When I worked the trade show/presentation circuit in the 1990s, I’d often have to hunt down “lost” components of our booth. On the way to the super secret customer package storage depot, I’d see the inner operations of hotels. Employees weren’t maintaining the facade they do in public, tossing stuff around, fraternizing in the nooks, and overlooking the unrefrigerated food. This greatly influenced my negative opinions on the wisdom of eating in the hotel.
Customer: Waiter, what’s that fly doing in my soup?
Those memories had faded until Monday, when we made the mistake of eating lunch in the hotel cafe to “save time.” Craig, my coworker, had to send his sandwich back three times before they got it “more or less” right. I was feeling good about ordering a fruit salad until I found a (dead) bug under the green melon. I didn’t look under the canteloupe.
We made the mistake again that evening when we were being overly frugal with our per diem and ate at the “reception.” During the day, when the conference actually has a “continental breakfast,” it consists of platters of dripping hydrogenated croissants, thawed out mini-danishes and flavorless bagels. The reception’s evening menu extends this: bulbous, fatty hand-carved roast white meat beast; sterno-heated grease wraps; fried meat on sticks; cubes of lukewarm cheese, and over-cooked rotini.
(Jeez, Hilton, how fracking hard is it to correctly cook pasta?)
|Groovy, I just saved a lot on my insurance!|
This conference is a two-fer, meaning we get two keynotes (opening the conference) and two capstones (closing). This morning’s keynote session was scheduled to start at 8:00 a.m., an awful time for those of us who were up past 1:00 a.m. watching the Astros figuring out a way to blow a lead in the World Series game. (Even the Fox statistician was getting punchy, quoting how many times they’ve switched camera angles and referencing the Heidi Game) What they the conference program neglects to mention was the first 70 minutes would be allocated to other administrative overhead like thanking the people who put on the show, doing in memoriams, grubbing for corporate sponsorships and pre-announcing future conferences. It’s a combination of an opening band without music and the fifteen minutes of commercials that precede movies these days.
The keynote speaker’s presentation on point cloud parameterization for texture mapping was interesting, especially now that it includes boolean operators, though the custom hardware component is a red flag as ASICs are expensive. He included some cool animations like melting heads and modeling various viscous fluids being squirted at a transparent box. Silver mayonnaise is much more amusing than you’d think.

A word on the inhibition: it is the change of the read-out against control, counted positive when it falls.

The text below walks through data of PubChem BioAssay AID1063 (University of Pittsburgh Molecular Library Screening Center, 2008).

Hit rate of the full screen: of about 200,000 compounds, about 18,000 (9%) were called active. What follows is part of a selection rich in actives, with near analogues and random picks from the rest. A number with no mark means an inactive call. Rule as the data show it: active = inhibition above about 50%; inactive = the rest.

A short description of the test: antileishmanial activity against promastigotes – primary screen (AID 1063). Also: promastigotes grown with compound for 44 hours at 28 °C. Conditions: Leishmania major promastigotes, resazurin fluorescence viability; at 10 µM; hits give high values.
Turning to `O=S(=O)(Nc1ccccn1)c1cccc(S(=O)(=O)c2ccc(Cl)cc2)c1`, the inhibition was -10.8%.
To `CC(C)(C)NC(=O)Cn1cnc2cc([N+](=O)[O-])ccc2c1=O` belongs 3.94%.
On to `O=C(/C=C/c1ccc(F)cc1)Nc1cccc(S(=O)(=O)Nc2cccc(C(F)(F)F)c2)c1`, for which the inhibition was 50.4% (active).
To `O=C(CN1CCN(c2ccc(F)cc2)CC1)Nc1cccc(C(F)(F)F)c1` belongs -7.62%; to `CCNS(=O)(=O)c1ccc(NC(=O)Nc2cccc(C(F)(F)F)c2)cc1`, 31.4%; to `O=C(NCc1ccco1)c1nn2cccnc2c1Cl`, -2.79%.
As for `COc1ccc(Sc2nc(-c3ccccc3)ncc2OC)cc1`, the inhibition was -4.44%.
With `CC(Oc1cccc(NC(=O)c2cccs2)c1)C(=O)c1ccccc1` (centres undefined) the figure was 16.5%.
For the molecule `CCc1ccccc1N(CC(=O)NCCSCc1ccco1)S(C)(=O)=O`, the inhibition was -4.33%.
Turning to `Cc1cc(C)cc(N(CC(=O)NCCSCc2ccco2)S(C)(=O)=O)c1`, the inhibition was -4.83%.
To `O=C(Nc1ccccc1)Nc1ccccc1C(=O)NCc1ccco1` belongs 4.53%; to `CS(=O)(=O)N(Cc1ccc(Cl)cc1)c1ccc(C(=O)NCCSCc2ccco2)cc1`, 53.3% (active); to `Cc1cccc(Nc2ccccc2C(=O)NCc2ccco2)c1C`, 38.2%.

The morning session is most relevant to what my company’s doing. The first presenter’s information is very intriguing, and may be the best takeaway so far. The second to presenters have droned on in hypnotic accents. Several of us were doing the head-bob equivalent of “the wave.” I have a copy of all the papers to read on the flight back.
If you get enough flies in your soup, you could have an entire Buzby Berkley musical right at your table!
You have to figure that for the most part, hotel restaurant staff aren’t generally going to be on the cutting edge of the foodservice industry. Of course, many restaurants aren’t either.
I once requested a box to take home the remainder of a pizza. When the box arrived, it was making a scratching sound. I opened the pizza box to find a cockroach, eagerly awaiting my pizza and an all-expense paid vacation at my house. When I brought it to the attention of the waitress, she just shrugged and brought me a new box.
The Girlfriend worked in food service all during undergrad and graduate school. Trust me, you do NOT want to know what goes on behind the scenes at any public eating establishment (just think “syrup room” and you’ll be able to figure out some of the nasties).
And given that I’ve read Fast Food Nation, I have to wonder why we aren’t all dead of food poisoning.
Hope the flight was uneventful. And why aren’t you outlining your NaNo novel? 😉
This posting and comments remind me of the comedy series that aired on BBC (and PBS for a while) called “CHEF!” (which recently came out on DVD). Quite hillarious “behind the scenes” events.
John: home the remainder of a pizza
ew… I’ve not had something that egregious.
Woodstock: why we aren’t all dead of food poisoning?
Your FFN reference reminded me of the Chuck Palanhiuk book “Fight Club.” In an epilog, Chuck wrote several people approached him about the shenanigans going on in the restaurant industry.
Incidentally, I worked in a bakery in high school — alas not baking, but cleaning up. I’d swear those guys spent all day tossing flour, fruit mush and icing all over the room. I was too young/naive/uncynical to expect more sinister antics.
Perhaps more useful that your Zagat ratings guide for restaurants, is the website of your local health department, and their restaurant inspection database. Here’s the link for King County, Washington:
You can also report the occasional cockroach here as well.
I could have told you that Jim. Sometimes it doesnt pay to be frugual. When I was driving from Seattle to Atlanta, I was not going to stay in some cheap motel. I also learned that eating the “convience” store hot food was a mistake on Day 2 of my journey. More stops than I care to do that day…
A (dead?) bug? The salad should have been more expensive. One more ingredient and a nutritional one.;-o)
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